SYDNEY • Australia's oldest scientist, wearing a top labelled "ageing disgracefully", has left the country for Switzerland to end his life at the age of 104, saying he is resentful that he must go overseas to die.
Dr David Goodall does not have a terminal illness but his quality of life has deteriorated and he has secured a fast-track appointment with assisted dying agency Life Circle in Basel.
The ecologist and botanist got on a plane in Perth on Wednesday surrounded by friends and family saying final goodbyes, euthanasia advocates told Agence France-Presse.
He will spend several days with other family members in France, before heading to Switzerland, where he is due to end his life next Thursday.
"I don't want to go to Switzerland, though it's a nice country," he told the Australian Broadcasting Corporation (ABC) before leaving.
"But I have to do that in order to get the opportunity of suicide, which the Australian system does not permit. I feel very resentful."
I don't want to go to Switzerland, though it's a nice country. But I have to do that in order to get the opportunity of suicide, which the Australian system does not permit. I feel very resentful.
DR DAVID GOODALL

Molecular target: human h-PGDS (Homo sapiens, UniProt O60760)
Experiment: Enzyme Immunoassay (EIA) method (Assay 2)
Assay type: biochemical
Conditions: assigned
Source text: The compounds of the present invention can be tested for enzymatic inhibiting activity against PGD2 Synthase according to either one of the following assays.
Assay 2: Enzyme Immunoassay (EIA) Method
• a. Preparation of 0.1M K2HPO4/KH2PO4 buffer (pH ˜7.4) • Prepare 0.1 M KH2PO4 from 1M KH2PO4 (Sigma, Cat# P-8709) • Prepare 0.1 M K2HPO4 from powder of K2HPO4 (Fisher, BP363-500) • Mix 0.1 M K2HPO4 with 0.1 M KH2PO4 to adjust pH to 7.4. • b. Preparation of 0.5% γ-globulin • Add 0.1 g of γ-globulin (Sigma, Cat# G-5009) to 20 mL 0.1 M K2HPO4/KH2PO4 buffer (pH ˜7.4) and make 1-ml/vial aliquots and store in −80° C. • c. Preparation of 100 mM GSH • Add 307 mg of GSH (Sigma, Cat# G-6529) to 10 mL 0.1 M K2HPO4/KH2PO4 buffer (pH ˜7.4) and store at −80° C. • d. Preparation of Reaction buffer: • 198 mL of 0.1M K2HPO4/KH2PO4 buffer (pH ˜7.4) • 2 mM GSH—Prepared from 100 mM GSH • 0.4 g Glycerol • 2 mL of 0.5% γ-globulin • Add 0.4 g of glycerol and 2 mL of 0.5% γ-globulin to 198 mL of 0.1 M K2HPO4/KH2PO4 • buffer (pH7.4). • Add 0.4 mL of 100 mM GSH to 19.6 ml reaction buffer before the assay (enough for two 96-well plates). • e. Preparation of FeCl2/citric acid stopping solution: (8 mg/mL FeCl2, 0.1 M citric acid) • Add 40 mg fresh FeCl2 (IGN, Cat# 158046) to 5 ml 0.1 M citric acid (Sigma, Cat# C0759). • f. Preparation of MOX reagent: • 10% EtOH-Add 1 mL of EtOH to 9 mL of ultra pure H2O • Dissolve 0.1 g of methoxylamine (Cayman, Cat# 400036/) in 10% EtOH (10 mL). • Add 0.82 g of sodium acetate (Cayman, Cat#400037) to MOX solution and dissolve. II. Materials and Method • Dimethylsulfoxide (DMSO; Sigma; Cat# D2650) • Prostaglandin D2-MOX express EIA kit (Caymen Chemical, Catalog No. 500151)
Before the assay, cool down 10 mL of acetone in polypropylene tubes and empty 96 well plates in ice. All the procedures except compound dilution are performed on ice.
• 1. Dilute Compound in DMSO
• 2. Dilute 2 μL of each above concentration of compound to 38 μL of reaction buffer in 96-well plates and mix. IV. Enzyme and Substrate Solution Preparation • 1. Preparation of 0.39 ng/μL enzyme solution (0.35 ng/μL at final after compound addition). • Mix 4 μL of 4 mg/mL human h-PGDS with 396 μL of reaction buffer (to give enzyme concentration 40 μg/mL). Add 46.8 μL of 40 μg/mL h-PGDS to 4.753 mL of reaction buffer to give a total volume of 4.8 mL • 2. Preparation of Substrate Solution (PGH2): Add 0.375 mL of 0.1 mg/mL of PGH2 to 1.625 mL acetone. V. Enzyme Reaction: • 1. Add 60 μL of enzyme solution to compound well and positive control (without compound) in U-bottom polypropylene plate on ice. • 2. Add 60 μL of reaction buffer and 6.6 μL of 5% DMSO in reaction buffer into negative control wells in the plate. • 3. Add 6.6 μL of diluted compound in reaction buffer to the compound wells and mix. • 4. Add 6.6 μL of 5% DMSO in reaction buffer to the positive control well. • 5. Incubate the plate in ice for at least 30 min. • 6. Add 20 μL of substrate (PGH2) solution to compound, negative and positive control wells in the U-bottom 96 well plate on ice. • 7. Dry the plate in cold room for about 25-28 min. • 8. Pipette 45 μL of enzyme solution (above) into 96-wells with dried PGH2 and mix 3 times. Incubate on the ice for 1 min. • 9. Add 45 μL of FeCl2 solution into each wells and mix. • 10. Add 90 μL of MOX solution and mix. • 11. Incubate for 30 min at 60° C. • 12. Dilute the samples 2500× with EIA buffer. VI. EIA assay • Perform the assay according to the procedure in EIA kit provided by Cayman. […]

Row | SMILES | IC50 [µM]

Assisted suicide is illegal in most countries around the world and was banned in Australia until the state of Victoria became the first to legalise it last year.
But that legislation, which takes effect from June next year, only applies to terminally ill patients of sound mind and a life expectancy of less than six months.
Exit International, which helped Dr Goodall make the trip, said that it was unjust that one of Australia's "oldest and most prominent citizens should be forced to travel to the other side of the world to die with dignity".
Dr Goodall, an honorary research associate at Perth's Edith Cowan University, made international headlines in 2016 when he was declared unfit to be on campus.
After an uproar and support from scientists globally, the decision was reversed but he was forced to work at a location closer to his small flat in Perth.
Mrs Carol O'Neill, an Exit International representative who accompanied Dr Goodall on his flight, said the dispute came at a time when he was also forced to give up driving and performing in theatre.
Dr Goodall's decision to end his life was hastened by a serious fall at home last month, reported the BBC. He was not found for two days.
Dr Goodall's daughter said she has had frank discussions with her father about life and death. "He's lived a really good 104 years. Whatever happens, whatever choices are made, they're up to him," Ms Karen Goodall-Smith, a clinical psychologist, was quoted by ABC as saying.
Dr Goodall told ABC on his birthday last month that he "greatly regrets" having lived to 104.
"I'm not happy. I want to die. It's not sad particularly. What is sad is if one is prevented."